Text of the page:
Reading Roundup of 2017

It’s time for my annual reading roundup.

Image result for cowgirl with lasso

Today’s list represents the good fiction I read in 2017 (though not necessarily published in 2017). There are no magic numbers–no top ten, no specific number of stars. Instead, a rather subjective distinction between good and, coming next, favorite.

Half of the good list is made up of new installments of mystery series. In a sad coincidence, I was pulling together this year’s roundup when I read about Sue Grafton’s untimely death. 2017 saw the publication Y is for Yesterday, what was supposed to be the penultimate volume of her long running alphabet series featuring the ground-breaking female detective, Kinsey Millhone. I really liked the book, with its solid mystery plot and its attention to Kinsey’s complex character. Through twenty-five books, Kinsey never lost her edge.

Neither has V.I. Warshawski, Sara Paretsky’s female detective who made her debut the same year as Kinsey Millhone. I’ve always been drawn more to Paretsky’s series for its emphasis on political issues, both contemporary and historical, and its Chicago setting. In her 18th V.I. Warshawski story, Fallout, Paretsky moves seamlessly between past and present as V.I. works a case that takes her from Chicago to rural Kansas.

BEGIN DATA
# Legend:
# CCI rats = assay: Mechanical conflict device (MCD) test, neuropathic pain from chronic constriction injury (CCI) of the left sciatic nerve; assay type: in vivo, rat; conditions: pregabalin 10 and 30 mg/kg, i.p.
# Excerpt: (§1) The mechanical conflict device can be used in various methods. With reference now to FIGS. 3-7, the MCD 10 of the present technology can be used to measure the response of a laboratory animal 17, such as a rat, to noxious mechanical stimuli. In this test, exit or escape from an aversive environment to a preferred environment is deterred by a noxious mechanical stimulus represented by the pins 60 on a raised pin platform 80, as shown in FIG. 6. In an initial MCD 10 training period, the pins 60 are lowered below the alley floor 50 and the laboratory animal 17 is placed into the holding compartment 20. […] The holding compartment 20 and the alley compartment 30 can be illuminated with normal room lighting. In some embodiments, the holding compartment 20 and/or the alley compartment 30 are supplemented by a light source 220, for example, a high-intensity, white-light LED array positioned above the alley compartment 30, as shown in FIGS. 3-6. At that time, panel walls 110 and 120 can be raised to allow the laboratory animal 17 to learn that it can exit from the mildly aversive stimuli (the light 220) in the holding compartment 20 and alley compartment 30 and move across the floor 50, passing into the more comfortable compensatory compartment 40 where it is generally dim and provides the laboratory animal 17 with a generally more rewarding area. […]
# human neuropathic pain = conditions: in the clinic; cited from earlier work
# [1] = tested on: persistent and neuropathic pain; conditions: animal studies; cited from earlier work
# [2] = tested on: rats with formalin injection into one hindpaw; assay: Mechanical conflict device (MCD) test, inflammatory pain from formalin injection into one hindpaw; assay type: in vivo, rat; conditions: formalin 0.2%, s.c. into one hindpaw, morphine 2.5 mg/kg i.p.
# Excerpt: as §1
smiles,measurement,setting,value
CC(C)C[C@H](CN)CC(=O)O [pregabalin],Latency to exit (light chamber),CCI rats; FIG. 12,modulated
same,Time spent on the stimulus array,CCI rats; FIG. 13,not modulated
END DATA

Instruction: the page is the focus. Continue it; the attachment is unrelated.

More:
Nicholas Petrie begins Burning Bright, the second volume of his Peter Ash series, in rural California, among the redwoods. Ash is a veteran, troubled, but determined to take control of his life. Lots of reviews compare him to Jack Reacher, but I think Petrie has something different in mind for his character, and I’m eager to continue the series.

Maisie Dobbs remains one of the most distinctive detectives in a historical series. In This Grave Hour, the 13th book of Jacqueline Winspear’s to feature the investigator and psychologist, brings Maisie’s adventures to the opening days of World War II. Over more than a dozen plots, Winspear has efficiently and effectively moved Maisie through the early 20th century, forcing her to deal with both personal and professional challenges.

Now for the good stand alone works of fiction. I really enjoyed Greer Macallister’s Girl in Disguise, based on the real-life Kate Warne, the first woman hired by the famed Pinkerton Detective Agency.

Moody and atmospheric describe The History of Wolves by Emily Fridlund and Idaho by Emily Ruskovich. Both are family stories, tinged with mystery, and are beautifully written.

Beautiful writing permeates all of Roxane Gay’s books. Difficult Women, a collection of short stories, is aptly titled. The characters are “difficult” and the plots are often uncomfortable, but I couldn’t stop reading.

Those were all the good works of fiction I read in 2017. Up next, my nine favorites.

 

 

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